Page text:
That’s why Steyn said what he did in his testimony this past February before the Ontario Human Rights Commission:
The Ontario Human Rights regime is incompatible with a free society. It is useless on real human rights issues that we face today and in the cause of such pseudo-human rights as the human right to smoke marijuana on someone else’s property . . .—in the cause of pseudo-human rights, it tramples on real human rights, including property rights, free speech, the right to due process, and the presumption of innocence. . . .
It’s all too easy to imagine the Terry Downeys of the day telling a homosexual fifty years ago that there is proper conduct that everyone has to follow. Or a Jew seventy years ago that there is proper conduct that everyone has to follow. That’s why free societies do not license ideologues to regulate proper conduct. When you suborn legal principles to ideological fashion, you place genuine liberties in peril.
Read it here.
Third, Wally Keeler does that thing that he does:
The Poetburo of the imagine nation of the Peoples Republic of Poetry announced that Mz Jennifer Lynch, head honcho of the bureacrazy of bloated bland glands known as the Canadian Human Rights Commission has been convicted on several counts of textual assault without a Poetic Licence. It must be understood that the imagine nation is the ultimate State of Diversity and it will defend its turf against the textual predators of political correctness.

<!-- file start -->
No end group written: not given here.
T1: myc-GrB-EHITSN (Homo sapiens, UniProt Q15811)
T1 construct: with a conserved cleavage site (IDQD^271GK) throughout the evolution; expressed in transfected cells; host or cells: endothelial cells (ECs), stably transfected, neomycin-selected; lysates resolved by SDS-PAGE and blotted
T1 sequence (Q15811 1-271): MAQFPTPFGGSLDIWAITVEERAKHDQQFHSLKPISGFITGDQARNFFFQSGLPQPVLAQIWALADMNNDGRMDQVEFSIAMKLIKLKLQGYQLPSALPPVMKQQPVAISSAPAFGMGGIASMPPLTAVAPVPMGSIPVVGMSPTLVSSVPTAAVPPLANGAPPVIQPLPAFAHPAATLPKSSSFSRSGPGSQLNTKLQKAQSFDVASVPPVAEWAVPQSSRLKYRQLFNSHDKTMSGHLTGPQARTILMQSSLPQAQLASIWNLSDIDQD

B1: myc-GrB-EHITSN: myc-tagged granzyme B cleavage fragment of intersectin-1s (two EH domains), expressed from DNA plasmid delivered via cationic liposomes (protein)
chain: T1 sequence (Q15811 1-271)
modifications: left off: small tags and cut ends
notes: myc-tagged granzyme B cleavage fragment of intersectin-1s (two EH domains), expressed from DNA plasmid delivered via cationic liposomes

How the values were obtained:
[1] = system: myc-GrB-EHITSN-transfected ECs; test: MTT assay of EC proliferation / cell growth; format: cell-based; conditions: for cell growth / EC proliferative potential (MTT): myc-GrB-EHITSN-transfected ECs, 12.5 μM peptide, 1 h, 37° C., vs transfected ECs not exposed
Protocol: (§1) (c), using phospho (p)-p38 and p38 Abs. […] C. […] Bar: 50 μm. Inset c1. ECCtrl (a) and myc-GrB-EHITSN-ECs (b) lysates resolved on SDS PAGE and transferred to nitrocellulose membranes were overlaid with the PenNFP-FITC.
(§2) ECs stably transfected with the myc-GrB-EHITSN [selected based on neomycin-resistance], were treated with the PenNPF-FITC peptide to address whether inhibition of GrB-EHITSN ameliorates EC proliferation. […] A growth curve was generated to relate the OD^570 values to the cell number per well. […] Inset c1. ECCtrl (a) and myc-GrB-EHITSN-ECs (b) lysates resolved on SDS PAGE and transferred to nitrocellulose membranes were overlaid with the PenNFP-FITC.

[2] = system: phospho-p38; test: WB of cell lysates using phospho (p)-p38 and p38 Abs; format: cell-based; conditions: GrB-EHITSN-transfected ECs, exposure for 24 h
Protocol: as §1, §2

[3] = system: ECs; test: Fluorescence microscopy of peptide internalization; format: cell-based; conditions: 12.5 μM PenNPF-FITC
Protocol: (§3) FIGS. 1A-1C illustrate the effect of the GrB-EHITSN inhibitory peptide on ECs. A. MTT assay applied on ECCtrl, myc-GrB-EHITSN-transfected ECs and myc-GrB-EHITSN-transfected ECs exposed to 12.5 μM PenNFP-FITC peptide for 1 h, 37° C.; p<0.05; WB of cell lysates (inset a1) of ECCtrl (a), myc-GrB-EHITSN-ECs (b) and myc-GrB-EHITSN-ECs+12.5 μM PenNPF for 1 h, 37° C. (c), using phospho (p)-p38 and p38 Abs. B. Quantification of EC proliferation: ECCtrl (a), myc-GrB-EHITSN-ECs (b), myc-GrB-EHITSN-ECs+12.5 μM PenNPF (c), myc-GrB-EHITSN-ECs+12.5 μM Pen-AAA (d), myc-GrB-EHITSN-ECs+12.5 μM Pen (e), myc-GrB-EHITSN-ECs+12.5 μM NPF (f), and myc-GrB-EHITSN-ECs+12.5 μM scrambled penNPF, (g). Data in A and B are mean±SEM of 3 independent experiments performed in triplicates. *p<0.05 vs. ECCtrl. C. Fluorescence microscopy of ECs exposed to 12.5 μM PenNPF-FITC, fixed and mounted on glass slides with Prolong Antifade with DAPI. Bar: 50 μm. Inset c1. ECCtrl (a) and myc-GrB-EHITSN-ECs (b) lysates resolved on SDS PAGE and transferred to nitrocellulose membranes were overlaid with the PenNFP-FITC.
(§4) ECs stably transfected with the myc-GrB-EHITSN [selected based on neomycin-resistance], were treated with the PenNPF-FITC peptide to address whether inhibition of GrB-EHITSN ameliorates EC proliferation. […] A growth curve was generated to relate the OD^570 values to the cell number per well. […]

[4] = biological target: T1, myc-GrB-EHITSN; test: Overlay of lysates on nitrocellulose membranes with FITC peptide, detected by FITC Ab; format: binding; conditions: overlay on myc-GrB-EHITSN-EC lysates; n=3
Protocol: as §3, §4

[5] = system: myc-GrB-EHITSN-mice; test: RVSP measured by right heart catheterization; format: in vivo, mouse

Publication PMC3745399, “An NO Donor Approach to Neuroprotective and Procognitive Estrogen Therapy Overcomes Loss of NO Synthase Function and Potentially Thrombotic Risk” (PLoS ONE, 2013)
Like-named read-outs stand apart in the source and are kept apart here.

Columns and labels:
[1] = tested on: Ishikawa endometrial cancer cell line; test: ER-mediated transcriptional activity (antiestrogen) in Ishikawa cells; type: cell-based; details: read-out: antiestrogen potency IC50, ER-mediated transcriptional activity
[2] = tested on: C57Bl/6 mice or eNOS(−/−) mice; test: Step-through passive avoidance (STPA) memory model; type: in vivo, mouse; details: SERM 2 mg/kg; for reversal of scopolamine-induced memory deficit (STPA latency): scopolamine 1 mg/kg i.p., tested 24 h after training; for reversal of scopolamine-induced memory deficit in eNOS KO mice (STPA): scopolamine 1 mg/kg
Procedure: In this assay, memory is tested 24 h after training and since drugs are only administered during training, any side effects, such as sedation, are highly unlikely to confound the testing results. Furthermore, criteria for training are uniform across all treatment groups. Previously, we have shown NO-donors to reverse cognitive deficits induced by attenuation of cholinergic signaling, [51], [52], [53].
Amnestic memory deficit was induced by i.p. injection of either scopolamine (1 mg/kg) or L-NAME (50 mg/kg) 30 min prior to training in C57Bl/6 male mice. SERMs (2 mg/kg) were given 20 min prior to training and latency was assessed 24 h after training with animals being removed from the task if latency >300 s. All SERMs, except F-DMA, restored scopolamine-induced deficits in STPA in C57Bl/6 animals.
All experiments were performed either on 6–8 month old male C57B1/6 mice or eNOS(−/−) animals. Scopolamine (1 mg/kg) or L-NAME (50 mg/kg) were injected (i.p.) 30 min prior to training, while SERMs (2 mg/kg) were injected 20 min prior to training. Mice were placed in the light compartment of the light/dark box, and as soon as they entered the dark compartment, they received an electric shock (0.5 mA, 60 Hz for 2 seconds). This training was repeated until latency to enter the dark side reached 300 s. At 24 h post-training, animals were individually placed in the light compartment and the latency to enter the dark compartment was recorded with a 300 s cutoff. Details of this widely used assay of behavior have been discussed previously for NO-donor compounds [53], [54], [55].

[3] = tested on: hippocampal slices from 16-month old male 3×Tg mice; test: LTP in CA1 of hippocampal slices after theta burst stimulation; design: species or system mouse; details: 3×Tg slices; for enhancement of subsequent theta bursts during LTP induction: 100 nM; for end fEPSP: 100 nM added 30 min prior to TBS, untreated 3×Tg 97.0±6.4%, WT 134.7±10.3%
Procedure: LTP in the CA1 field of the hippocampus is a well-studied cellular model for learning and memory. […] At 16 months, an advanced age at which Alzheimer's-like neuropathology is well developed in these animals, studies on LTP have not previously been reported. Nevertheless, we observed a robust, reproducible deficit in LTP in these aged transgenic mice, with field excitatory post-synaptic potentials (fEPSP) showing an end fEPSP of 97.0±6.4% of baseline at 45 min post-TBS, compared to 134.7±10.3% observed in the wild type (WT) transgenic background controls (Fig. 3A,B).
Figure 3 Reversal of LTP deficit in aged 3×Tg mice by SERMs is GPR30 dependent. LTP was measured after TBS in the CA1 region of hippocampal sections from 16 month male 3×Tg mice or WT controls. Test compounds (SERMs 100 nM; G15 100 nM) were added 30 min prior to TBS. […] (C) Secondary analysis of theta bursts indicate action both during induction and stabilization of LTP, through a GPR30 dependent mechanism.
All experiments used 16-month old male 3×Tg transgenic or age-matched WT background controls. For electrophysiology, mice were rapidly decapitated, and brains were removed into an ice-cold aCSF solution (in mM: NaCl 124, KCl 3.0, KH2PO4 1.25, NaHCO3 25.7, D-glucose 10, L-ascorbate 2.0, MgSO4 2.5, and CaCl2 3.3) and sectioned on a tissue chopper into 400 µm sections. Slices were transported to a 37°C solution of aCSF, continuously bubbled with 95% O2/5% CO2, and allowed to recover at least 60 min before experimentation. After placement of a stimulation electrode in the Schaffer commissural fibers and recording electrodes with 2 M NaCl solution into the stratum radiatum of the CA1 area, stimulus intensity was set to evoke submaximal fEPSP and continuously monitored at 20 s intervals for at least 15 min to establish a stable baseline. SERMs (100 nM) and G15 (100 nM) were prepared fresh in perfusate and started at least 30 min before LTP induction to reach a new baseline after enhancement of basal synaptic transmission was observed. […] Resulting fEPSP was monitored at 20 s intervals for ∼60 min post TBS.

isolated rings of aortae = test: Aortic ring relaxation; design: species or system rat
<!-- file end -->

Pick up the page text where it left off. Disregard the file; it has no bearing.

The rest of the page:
PREVENT MEDIOCRITY, BE POETICALLY CORRECT.
The state has no right to be in the bedrooms or mouths of the imagine nation.
Read it here.
Fourth, Mbrandon8026 from the Freedom Through Truth blog comments on what could have been:
Sunda Croonquist married a Jewish lawyer and converted to Judaism. Keep up with me folks. While doing surveillance work, and studying acting she got the odd acting and small film gig.here and can read the National Post bit on the lawsuit here.
Through chance encounters she got into comedy and then became a black, Catholic, Jewish stand up comedian with a Jewish mother in law and in laws. What ripe talent for comedy until . . .
Until this year, when brother and sister in law and mother in law decided to sue her for her material which offended the poor babies. Hurt feelings. You can figure out if you are offended by her humour
Fortunately Ms. Croonquist has a good lawyer, her husband’s firm.
If these in laws had lived in Ontario, they could have filed a Form 1 with Rabbi Barb et al, and commenced action through the Ontario Human Rights Tribunal against Ms. Croonquist. How would Barb’s buddies have handled this complaint. Can Jews file a complaint against Jews for discrimination? Or would you have to file the complaint against the part of Ms. Croonquist that is not Jewish? Since she is part Black, and part Swedish, you could claim that she is not REALLY Jewish, just snuck in the back door.
Read the whole thing here.
Fifth, of Olympics and ski jumpers. From smn.com.au: Vancouver ready for 2010 Games: IOC: